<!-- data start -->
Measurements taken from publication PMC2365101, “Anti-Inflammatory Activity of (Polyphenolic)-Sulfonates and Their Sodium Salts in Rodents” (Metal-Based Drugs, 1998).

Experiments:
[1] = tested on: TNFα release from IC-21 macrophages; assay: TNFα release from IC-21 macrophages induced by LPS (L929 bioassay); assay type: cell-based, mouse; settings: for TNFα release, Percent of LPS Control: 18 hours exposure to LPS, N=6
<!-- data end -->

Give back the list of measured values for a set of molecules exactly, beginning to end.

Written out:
Measurements taken from publication PMC2365101, “Anti-Inflammatory Activity of (Polyphenolic)-Sulfonates and Their Sodium Salts in Rodents” (Metal-Based Drugs, 1998).

Experiments:
[1] = tested on: TNFα release from IC-21 macrophages; assay: TNFα release from IC-21 macrophages induced by LPS (L929 bioassay); assay type: cell-based, mouse; settings: for TNFα release, Percent of LPS Control: 18 hours exposure to LPS, N=6